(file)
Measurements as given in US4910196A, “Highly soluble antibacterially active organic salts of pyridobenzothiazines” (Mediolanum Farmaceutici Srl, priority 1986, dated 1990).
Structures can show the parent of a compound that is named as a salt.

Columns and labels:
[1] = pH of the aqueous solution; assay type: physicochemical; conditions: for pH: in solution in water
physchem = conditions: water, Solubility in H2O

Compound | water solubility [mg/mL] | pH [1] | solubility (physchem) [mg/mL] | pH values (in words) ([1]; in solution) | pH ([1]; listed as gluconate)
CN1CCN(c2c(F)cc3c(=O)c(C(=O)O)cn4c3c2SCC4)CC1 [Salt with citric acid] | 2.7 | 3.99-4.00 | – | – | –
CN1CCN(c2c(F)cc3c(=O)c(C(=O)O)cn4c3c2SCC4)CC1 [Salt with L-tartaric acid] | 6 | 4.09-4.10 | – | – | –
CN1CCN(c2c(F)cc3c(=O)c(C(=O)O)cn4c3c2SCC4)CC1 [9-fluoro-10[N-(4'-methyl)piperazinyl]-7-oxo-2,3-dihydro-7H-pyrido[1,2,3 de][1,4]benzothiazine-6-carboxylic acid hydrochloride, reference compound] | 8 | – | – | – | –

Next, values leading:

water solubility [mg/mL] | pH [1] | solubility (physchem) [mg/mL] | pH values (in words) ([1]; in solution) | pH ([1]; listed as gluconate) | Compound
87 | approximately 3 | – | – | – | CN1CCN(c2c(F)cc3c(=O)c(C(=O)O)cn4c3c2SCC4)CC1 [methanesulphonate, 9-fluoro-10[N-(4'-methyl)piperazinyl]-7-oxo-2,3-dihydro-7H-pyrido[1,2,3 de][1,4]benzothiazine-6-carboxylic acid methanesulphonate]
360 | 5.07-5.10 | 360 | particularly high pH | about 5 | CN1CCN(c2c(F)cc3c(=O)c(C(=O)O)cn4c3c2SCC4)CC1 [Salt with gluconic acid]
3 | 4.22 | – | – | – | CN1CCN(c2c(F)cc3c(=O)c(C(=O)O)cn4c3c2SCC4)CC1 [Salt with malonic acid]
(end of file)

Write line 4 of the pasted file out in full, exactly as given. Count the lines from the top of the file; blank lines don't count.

[1] = pH of the aqueous solution; assay type: physicochemical; conditions: for pH: in solution in water